Creatine has been shown to increase satellite cells. Do you think that would hold true for a nonresponder?

          Loaded stretching and/or eccentric exercise for increased MGF? Jacob Wilson claims to have had some success integrating stretches in between sets.
          AWESOME questions.

          Yes, I get into those studies and address the idea of what can we do specifically with non-responders.

          The difficulty there is that this would need to be a two step process (at least):

          1.) Isolate the non-responders (and get enough of them to have statistical power)

          2.) Train them using various techniques.

          You're thought about creatine (or another supplement or technique) turning on satellite cell activity is one thing I mention, too. The issue again in studies demonstrating those effects is that this is for the average (responsive) trainee (who likely is getting good satellite cell activation in he first place).

          As you say, the trick is finding what step (or steps) seem to be limiting the growth adaptation.

          This notion is one reason why variety of stimuli (and just keeping on over the years, trying different things) makes sense. By trying different approaches along the spectrum from very heavy loading to high reps sets to blood flow restriction to high volume / low frequency vs. low volume high frequency, one would essentially be performing repeated case studies on him / herself.

          That very load load BFR training can produce growth and the same holds for heavy loads (e.g, in a DC training regime), not to mention the fact that animal models of hypertrophy where the overload persists for hours on end, suggests there are multiple forms that hypertrophic stimuli can take on.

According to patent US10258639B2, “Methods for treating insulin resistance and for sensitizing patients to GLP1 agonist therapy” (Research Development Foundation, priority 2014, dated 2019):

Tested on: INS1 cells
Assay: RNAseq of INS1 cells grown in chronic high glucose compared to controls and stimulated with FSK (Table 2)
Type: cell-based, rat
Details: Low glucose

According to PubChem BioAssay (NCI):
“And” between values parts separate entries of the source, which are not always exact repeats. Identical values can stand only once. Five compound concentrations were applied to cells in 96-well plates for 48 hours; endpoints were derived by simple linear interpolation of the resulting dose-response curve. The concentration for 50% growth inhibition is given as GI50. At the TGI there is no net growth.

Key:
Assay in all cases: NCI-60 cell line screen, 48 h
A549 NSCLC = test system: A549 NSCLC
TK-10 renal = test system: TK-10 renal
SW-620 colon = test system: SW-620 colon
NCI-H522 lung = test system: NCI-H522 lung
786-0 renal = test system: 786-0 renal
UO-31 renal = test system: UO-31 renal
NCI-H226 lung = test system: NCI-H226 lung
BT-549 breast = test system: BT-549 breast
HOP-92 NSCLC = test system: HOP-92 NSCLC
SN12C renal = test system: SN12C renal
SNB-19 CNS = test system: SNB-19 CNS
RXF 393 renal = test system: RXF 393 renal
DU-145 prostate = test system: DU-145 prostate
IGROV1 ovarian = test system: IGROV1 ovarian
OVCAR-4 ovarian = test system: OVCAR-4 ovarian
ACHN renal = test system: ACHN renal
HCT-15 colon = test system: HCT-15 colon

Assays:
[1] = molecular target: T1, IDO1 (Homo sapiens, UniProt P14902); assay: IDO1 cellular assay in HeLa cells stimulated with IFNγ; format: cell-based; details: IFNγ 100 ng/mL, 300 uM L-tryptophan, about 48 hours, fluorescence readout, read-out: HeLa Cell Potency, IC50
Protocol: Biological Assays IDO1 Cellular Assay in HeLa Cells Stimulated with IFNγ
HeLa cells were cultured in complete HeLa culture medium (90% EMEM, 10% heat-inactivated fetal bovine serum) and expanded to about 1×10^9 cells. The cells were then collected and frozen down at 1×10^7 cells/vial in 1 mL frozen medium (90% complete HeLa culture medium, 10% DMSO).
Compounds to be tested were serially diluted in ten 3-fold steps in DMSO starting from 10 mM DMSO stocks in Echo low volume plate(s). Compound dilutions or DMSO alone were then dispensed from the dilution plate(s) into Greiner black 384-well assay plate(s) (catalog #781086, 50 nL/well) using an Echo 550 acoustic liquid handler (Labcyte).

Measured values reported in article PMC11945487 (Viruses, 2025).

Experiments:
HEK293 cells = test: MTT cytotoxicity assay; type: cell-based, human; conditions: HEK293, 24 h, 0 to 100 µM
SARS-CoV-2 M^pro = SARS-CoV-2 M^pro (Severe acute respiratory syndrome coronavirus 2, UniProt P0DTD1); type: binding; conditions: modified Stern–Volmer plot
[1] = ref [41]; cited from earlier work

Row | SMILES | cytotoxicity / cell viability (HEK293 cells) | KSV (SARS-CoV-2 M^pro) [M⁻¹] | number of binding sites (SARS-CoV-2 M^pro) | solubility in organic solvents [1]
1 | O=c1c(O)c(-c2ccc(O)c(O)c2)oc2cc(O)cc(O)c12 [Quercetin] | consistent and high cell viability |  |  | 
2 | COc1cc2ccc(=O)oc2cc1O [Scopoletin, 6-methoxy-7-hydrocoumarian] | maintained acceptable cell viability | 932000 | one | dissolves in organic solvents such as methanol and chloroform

(Hopefully, the lesson from recognizing that there are indeed non-responders is that not everyone is the same, and that, in recognizing this, there is a possibility that not all "non-responders" are the same...)

          -S
          The Book Has Arrived!
          The Book Has Arrived!

          Life's journey is not to arrive at the grave safely in a pristine, well-preserved body, but rather to skid in sideways, used up, worn out, and shouting, "Holy #$&^%$^... What a ride!!!"


          www.TrueNutrition.com

          2012 NPC Master's Nationals HW 5th. Mid-USA HW & Overall
          2010 NPC Jr. USA HW 4th, Pacific USA Heavy 2nd
          2009 NPC Mr. Arizona HW & Overall, Jr. Nationals HW 16th, Smoked at USA's

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          • #6
            I haven't listened to the Podcast, but, IYO are body types a major factor in non responders like a Ecto or a skinny fat guy?

            Comment


            • #7
              Originally posted by -AJA14- View Post
              I haven't listened to the Podcast, but, IYO are body types a major factor in non responders like a Ecto or a skinny fat guy?

              I think there is something to say for one's "constitutive" body type, i.e., what amount of muscle mass and level of body fat one typically carries without a training stimulus. But I do think responsiveness (adaptive capability) is highly variable there.

              Evan Centopani was a very chubby kid and Paul Dillett and Flex Wheeler were pretty skinny as youngsters / teens.

              More important to me is evaluating a person's history with food, past training experiences, athletic history, psychological / person relationship with food, etc. in the context of goals.

              In one of Phillips studies (That I refer to in the paper), they found no relationship between BF%, lean mass, Fiber type, etc. and gain in Lean mass: "We used correlation analysis to examine the relationship between key factors that have been speculated to be
              important for human muscle growth (e.g. body composition, fibertype,